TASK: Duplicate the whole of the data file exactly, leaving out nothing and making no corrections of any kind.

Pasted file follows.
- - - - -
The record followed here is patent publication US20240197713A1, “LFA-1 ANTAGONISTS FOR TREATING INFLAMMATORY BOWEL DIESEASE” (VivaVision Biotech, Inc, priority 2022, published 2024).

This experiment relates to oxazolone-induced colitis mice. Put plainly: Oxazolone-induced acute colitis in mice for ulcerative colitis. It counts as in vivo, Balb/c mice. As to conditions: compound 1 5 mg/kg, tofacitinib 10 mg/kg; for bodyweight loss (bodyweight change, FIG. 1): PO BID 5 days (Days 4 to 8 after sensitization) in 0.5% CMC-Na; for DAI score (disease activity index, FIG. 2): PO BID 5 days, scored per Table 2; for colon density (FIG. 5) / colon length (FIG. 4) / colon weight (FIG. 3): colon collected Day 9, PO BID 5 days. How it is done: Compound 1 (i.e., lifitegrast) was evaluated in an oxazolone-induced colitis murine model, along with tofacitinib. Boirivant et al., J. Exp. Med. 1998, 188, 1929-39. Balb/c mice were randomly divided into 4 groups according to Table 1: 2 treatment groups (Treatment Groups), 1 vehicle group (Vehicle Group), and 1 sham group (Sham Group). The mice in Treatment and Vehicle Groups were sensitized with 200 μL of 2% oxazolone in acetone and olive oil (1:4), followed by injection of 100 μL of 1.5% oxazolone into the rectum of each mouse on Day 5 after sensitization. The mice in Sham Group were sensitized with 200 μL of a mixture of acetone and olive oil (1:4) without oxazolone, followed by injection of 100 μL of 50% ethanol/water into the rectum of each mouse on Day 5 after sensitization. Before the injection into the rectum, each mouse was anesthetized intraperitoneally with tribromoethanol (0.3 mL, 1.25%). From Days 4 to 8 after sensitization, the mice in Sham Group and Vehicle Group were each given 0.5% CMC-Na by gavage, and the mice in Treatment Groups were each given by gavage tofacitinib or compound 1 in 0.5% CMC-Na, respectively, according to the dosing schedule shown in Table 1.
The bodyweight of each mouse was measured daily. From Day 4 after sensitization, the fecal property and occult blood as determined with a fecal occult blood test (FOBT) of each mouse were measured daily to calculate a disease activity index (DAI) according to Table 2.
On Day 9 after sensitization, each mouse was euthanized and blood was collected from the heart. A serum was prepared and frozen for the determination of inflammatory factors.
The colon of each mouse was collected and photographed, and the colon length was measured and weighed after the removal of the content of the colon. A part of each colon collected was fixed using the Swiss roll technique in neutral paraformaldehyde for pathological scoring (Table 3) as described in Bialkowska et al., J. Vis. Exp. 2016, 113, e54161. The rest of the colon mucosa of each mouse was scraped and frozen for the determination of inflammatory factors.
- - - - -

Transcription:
The record followed here is patent publication US20240197713A1, “LFA-1 ANTAGONISTS FOR TREATING INFLAMMATORY BOWEL DIESEASE” (VivaVision Biotech, Inc, priority 2022, published 2024).

This experiment relates to oxazolone-induced colitis mice. Put plainly: Oxazolone-induced acute colitis in mice for ulcerative colitis. It counts as in vivo, Balb/c mice. As to conditions: compound 1 5 mg/kg, tofacitinib 10 mg/kg; for bodyweight loss (bodyweight change, FIG. 1): PO BID 5 days (Days 4 to 8 after sensitization) in 0.5% CMC-Na; for DAI score (disease activity index, FIG. 2): PO BID 5 days, scored per Table 2; for colon density (FIG. 5) / colon length (FIG. 4) / colon weight (FIG. 3): colon collected Day 9, PO BID 5 days. How it is done: Compound 1 (i.e., lifitegrast) was evaluated in an oxazolone-induced colitis murine model, along with tofacitinib. Boirivant et al., J. Exp. Med. 1998, 188, 1929-39. Balb/c mice were randomly divided into 4 groups according to Table 1: 2 treatment groups (Treatment Groups), 1 vehicle group (Vehicle Group), and 1 sham group (Sham Group). The mice in Treatment and Vehicle Groups were sensitized with 200 μL of 2% oxazolone in acetone and olive oil (1:4), followed by injection of 100 μL of 1.5% oxazolone into the rectum of each mouse on Day 5 after sensitization. The mice in Sham Group were sensitized with 200 μL of a mixture of acetone and olive oil (1:4) without oxazolone, followed by injection of 100 μL of 50% ethanol/water into the rectum of each mouse on Day 5 after sensitization. Before the injection into the rectum, each mouse was anesthetized intraperitoneally with tribromoethanol (0.3 mL, 1.25%). From Days 4 to 8 after sensitization, the mice in Sham Group and Vehicle Group were each given 0.5% CMC-Na by gavage, and the mice in Treatment Groups were each given by gavage tofacitinib or compound 1 in 0.5% CMC-Na, respectively, according to the dosing schedule shown in Table 1.
The bodyweight of each mouse was measured daily. From Day 4 after sensitization, the fecal property and occult blood as determined with a fecal occult blood test (FOBT) of each mouse were measured daily to calculate a disease activity index (DAI) according to Table 2.
On Day 9 after sensitization, each mouse was euthanized and blood was collected from the heart. A serum was prepared and frozen for the determination of inflammatory factors.
The colon of each mouse was collected and photographed, and the colon length was measured and weighed after the removal of the content of the colon. A part of each colon collected was fixed using the Swiss roll technique in neutral paraformaldehyde for pathological scoring (Table 3) as described in Bialkowska et al., J. Vis. Exp. 2016, 113, e54161. The rest of the colon mucosa of each mouse was scraped and frozen for the determination of inflammatory factors.